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Nervous system

The nervous system is a complex network of nerves and cells that carry messages to and from the brain and spinal cord to various parts of the body. The nervous system includes both the Central nervous system and Peripheral nervous system. The Central nervous system is made up of the brain and spinal cord and The Peripheral nervous system is made up of the Somatic and the Autonomic nervous systems.

Central nervous system (CNS): The central nervous system is that part of the nervous system that consists of the brain and spinal cord. The central nervous system (CNS) is one of the two major divisions of the nervous system. The other is the peripheral nervous system (PNS) which is outside the brain and spinal cord. The peripheral nervous system (PNS) connects the central nervous system (CNS) to sensory organs (such as the eye and ear), other organs of the body, muscles, blood vessels and glands. The peripheral nerves include the 12 cranial nerves, the spinal nerves and roots, and what are called the autonomic nerves that are concerned specifically with the regulation of theheart muscle, the muscles in blood vessel walls, and glands.

Brain

Parts and functions of the brain


The nervous system is your body's decision and communication centre. The central nervous system (CNS) is made of the brain and the spinal cord and the peripheral nervous system (PNS) are made of nerves. Together they control every part of your daily life, from breathing and blinking to helping you memorize facts for a test. Nerves reach from your brain to your face, ears, eyes, nose, and spinal cord... and from the spinal cord to the rest of your body. Sensory nerves gather information from the environment; send that info to the spinal cord, which then speed the message to the brain. The brain then makes sense of that message and fires off a response. Motor neurons deliver the instructions from the brain to the rest of your body. The spinal cord, made of a bundle of nerves running up and down the spine, is similar to a superhighway, speeding messages to and from the brain at every second.

The brain is made of three main parts: the forebrain, midbrain, and hindbrain. The forebrain consists of the cerebrum, thalamus, and hypothalamus (part of the limbic system). The midbrain consists of the tectum and tegmentum. The hindbrain is made of the cerebellum, pons and medulla. Often the midbrain, pons, and medulla are referred to together as the brainstem.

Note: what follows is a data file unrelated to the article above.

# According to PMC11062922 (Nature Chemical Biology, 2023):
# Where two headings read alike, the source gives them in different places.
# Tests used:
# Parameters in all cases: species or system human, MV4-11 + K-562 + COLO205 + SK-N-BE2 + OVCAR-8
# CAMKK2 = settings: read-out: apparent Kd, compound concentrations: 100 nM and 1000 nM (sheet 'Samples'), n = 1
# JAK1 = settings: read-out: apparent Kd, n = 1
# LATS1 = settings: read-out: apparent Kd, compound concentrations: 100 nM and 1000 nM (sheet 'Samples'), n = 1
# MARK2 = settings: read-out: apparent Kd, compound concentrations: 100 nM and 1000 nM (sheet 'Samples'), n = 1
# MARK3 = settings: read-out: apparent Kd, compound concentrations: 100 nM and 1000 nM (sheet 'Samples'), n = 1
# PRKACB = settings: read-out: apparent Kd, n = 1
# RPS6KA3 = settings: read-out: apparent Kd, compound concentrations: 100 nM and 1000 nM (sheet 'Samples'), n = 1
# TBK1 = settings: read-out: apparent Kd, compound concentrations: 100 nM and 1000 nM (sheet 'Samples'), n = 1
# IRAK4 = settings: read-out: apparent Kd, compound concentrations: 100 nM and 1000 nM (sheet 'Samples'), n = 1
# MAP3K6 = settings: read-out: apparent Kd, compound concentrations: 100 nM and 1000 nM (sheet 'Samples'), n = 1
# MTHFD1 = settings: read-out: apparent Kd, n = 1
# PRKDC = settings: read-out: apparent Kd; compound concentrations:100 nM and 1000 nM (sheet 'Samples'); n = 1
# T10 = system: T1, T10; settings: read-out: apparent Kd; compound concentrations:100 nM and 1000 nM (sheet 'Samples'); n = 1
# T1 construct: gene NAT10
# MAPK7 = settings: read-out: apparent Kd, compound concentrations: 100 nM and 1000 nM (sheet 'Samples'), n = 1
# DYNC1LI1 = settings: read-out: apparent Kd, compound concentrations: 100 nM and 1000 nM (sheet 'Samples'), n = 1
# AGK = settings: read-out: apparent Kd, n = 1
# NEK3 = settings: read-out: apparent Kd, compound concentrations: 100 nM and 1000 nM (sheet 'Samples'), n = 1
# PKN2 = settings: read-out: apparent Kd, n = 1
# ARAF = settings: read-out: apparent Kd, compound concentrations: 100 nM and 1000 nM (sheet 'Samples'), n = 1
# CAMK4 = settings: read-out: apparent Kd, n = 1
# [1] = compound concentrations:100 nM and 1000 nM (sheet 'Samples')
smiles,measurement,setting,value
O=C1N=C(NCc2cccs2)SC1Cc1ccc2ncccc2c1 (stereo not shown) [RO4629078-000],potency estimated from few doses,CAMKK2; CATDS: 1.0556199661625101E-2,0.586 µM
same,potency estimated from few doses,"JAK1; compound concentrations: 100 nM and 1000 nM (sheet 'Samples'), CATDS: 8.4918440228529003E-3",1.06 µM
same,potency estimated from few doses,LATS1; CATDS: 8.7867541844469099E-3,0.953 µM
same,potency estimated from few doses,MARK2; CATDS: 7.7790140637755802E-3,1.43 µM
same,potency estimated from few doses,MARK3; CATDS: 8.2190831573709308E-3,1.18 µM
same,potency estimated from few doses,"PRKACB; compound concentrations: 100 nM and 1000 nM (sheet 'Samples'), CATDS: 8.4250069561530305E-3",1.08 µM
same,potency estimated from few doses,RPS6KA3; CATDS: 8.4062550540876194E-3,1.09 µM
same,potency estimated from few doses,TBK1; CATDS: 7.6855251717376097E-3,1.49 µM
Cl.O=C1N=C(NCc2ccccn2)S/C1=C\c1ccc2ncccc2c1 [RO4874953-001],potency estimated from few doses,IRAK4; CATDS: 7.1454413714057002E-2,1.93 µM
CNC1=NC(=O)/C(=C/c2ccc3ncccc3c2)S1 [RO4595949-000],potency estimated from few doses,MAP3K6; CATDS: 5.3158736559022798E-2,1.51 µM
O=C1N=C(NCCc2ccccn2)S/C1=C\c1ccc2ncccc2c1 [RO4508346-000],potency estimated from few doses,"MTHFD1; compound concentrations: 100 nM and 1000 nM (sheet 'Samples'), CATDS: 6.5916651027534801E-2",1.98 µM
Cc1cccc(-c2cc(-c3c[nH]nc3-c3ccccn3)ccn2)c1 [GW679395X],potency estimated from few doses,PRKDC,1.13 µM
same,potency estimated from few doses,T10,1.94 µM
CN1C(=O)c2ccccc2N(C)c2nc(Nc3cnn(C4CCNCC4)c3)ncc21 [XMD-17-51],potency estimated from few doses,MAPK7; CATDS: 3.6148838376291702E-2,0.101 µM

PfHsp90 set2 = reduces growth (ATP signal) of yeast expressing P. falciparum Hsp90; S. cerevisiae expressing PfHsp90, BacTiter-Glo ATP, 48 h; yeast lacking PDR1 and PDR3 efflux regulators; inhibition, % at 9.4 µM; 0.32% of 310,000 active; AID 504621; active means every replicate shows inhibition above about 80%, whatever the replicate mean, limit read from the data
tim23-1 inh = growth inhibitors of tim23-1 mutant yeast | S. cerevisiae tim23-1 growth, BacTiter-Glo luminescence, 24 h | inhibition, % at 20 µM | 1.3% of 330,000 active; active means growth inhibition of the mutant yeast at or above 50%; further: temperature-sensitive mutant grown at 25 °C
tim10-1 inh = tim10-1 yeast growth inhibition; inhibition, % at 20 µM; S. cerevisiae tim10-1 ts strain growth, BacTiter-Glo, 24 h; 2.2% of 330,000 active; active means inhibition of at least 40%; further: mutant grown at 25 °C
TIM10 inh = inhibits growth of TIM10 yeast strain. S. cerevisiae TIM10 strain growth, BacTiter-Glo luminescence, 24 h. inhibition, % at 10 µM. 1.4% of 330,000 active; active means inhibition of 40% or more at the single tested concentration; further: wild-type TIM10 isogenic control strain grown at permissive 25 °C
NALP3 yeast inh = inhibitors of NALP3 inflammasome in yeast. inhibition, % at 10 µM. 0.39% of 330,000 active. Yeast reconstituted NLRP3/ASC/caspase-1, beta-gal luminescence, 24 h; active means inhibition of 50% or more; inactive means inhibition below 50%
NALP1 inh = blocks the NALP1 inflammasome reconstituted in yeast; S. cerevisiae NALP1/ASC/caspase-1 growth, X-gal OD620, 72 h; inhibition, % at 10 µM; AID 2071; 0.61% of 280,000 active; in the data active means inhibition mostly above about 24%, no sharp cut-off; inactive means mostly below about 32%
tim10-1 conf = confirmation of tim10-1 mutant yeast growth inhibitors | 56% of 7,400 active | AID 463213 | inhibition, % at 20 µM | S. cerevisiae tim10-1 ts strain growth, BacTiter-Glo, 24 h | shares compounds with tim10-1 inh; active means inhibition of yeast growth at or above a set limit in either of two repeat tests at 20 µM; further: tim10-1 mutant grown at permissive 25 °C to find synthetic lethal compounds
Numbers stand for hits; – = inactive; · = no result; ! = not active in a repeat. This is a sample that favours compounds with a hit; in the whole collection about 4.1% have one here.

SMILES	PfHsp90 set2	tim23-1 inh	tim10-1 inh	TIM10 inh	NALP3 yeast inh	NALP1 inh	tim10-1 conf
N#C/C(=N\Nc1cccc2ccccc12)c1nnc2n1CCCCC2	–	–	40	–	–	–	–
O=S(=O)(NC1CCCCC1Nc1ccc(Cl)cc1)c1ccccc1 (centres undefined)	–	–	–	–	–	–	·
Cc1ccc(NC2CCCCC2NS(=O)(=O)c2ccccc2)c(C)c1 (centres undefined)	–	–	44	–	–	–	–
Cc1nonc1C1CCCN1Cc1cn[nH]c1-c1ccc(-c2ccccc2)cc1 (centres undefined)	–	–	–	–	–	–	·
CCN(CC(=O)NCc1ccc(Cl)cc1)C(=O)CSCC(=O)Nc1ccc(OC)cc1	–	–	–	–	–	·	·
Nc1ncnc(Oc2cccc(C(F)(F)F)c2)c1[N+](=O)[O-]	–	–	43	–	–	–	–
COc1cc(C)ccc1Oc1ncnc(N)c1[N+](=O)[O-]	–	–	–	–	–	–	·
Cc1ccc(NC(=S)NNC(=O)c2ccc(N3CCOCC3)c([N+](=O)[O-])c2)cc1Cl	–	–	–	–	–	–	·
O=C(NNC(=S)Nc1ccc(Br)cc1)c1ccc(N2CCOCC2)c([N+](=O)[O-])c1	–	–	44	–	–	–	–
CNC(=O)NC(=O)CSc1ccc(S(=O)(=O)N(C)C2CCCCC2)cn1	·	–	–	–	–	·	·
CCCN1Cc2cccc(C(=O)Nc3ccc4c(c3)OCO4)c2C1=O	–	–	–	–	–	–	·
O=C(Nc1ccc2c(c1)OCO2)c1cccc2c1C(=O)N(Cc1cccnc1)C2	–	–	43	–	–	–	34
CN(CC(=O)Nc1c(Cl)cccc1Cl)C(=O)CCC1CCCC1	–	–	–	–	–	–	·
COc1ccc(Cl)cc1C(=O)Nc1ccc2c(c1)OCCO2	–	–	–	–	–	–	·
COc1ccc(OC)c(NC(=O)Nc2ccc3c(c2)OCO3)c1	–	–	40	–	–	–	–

The Forebrain

The forebrain is the largest part of the brain, most of which is made up of the cerebrum. Other important structures found in the forebrain include the thalamus, the hypothalamus and the limbic system.

Cerebrum
The cerebrum, also known as the telencephalon, is the largest and most highly developed part of the human brain. It encompasses about two-thirds of the brain mass and lies over and around most of the structures of the brain. The outer portion (1.5mm to 5mm) of the cerebrum is covered by a thin layer of gray tissue called the cerebral cortex. The cerebrum is divided into right and left hemispheres that are connected by the corpus callosum. Each hemisphere is in turn divided into four lobes. The cerebrum or telencephalon, along with the diencephal on comprise the two major divisions of prosencephalon(forebrain).

Function: The cerebrum is involved in several functions of the body including: Determining Intelligence Determining Personality Thinking Perceiving Producing and Understanding Language Interpretation of Sensory Impulses Motor Function Planning and Organization Touch Sensation

Location: Directionally, the cerebrum and the cortex that covers it is the uppermost part of the brain. It is the anterior portion of the forebrain and is superior to other brain structures such as the pons, cerebellum and medulla oblongata. The cerebral cortex is divided into four sections, called "lobes": the frontal lobe, parietal lobe, occipital lobe, and temporal lobe. Here is a visual representation of the cortex:

Lobes of the brain